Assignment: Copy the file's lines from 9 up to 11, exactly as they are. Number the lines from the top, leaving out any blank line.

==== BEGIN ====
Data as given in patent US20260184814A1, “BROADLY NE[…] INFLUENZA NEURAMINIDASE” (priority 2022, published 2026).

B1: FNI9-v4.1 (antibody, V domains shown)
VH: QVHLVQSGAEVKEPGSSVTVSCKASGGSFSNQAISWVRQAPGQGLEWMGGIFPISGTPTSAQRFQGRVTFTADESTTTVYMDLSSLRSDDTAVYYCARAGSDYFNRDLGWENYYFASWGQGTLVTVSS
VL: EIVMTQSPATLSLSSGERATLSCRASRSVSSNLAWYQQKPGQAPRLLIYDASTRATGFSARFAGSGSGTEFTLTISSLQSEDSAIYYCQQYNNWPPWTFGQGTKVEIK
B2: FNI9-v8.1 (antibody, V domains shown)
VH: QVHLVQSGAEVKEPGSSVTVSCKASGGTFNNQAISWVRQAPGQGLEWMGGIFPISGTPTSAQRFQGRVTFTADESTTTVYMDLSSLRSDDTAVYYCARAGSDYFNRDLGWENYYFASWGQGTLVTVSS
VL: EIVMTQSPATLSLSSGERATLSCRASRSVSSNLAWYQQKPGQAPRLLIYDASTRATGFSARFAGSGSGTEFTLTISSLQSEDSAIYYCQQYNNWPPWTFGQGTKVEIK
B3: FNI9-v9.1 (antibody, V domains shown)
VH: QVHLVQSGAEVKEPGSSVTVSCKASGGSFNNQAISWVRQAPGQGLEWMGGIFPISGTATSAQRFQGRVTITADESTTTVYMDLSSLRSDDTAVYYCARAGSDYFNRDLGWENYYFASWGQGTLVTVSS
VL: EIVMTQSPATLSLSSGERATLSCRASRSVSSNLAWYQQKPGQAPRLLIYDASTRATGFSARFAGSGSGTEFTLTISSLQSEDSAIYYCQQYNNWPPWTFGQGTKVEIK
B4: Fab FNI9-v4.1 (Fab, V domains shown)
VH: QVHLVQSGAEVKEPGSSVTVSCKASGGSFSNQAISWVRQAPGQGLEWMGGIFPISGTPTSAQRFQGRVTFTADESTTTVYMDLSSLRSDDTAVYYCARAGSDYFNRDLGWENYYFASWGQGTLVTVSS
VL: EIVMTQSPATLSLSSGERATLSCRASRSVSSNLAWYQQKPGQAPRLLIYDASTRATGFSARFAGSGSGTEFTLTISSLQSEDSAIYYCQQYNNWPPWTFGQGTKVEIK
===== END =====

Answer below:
VH: QVHLVQSGAEVKEPGSSVTVSCKASGGSFNNQAISWVRQAPGQGLEWMGGIFPISGTATSAQRFQGRVTITADESTTTVYMDLSSLRSDDTAVYYCARAGSDYFNRDLGWENYYFASWGQGTLVTVSS
VL: EIVMTQSPATLSLSSGERATLSCRASRSVSSNLAWYQQKPGQAPRLLIYDASTRATGFSARFAGSGSGTEFTLTISSLQSEDSAIYYCQQYNNWPPWTFGQGTKVEIK
B4: Fab FNI9-v4.1 (Fab, V domains shown)